Mending Relationships during Family Therapy
Addiction is like casting a stone in a pond- there is a ripple effect that touches the lives of all who care and love the sufferer. Family, friends, and loved ones feel helpless and distraught as they watch the person they love continue in a cycle of self-destruction. It is not uncommon for feelings of anger and contempt to be felt towards the individual as at times they will carry out actions or say things that have a very harmful effect. Trust is completely broken, as they can no longer believe anything that the individual says. They come to hate the addict yet still love the person that they used to once know before addiction became a problem. These conflicting feelings can be difficult for anyone to handle; addiction is a complex illness with varying symptoms and each individual is different.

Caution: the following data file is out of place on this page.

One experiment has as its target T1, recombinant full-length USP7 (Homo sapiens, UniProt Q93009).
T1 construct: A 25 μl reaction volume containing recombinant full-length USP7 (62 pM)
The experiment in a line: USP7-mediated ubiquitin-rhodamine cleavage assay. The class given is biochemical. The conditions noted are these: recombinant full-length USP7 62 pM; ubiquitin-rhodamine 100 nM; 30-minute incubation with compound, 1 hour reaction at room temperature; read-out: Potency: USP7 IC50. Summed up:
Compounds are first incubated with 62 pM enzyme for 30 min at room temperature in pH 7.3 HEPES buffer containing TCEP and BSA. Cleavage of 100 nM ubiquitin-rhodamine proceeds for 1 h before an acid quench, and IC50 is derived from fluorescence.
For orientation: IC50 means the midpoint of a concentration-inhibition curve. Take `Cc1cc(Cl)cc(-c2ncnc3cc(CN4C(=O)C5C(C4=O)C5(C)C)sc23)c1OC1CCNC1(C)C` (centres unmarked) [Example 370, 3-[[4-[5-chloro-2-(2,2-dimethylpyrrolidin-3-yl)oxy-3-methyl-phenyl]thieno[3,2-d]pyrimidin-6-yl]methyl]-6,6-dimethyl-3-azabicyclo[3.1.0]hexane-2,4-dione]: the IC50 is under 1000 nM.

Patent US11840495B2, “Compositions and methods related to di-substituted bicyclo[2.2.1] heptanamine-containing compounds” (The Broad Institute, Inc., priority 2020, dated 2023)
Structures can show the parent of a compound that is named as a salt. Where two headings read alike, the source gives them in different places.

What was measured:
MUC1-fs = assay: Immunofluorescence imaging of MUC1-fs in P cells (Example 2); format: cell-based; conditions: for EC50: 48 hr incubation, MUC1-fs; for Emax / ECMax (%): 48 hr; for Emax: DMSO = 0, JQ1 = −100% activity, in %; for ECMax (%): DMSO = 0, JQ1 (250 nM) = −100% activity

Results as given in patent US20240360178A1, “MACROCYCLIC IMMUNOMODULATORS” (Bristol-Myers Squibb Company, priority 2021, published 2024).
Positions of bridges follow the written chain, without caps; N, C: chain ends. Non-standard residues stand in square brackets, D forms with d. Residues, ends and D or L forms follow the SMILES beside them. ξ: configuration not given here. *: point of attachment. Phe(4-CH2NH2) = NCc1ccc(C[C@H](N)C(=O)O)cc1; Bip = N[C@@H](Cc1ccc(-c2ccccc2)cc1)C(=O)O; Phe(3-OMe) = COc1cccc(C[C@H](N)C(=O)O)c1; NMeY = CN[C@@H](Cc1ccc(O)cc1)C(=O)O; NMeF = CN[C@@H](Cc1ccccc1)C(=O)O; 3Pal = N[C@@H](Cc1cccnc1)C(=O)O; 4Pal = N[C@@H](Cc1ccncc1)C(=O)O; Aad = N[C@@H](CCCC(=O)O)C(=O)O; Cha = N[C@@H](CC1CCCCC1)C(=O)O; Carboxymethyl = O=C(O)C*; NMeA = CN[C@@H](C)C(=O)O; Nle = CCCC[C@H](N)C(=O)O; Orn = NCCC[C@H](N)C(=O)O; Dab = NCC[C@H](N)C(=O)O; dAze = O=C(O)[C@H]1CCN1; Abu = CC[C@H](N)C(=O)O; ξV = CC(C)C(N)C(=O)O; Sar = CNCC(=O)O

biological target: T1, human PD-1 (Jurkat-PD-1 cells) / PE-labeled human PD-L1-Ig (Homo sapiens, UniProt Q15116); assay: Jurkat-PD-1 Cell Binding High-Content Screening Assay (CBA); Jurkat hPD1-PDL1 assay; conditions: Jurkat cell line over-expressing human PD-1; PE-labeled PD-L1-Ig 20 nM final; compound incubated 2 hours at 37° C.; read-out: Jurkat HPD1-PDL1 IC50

Healing Your Body, Soul, Mind and Relationships
Sanctuary Lodge believes in treating each client as a whole; this means that their personal relationships with others will also be part of their treatment. We can help you to understand the driving force behind your loved one’s addiction and thus help you to separate the illness from them as a person. We will also show you how to best support your loved one whilst they are in treatment and once they come out.
Where family relationships are strained, we can offer a family conference that will be guided and supported by one of our counsellors.
Supporting the family is important to Sanctuary Lodge, as it is not just the client that we want to provide with freedom from addiction. We can guide the family in how to respond in the event of relapse, and how to encourage growth in the individual’s recovery. We will also provide you will full details of where you can access on-going support for yourself.
Sanctuary Lodge Family Programme
Our family counselling sessions are scheduled according to each client’s unique treatment programme. However, we do have a scheduled session with a static timeframe for all of you who wish to participate together in a family discussion about addiction and recovery.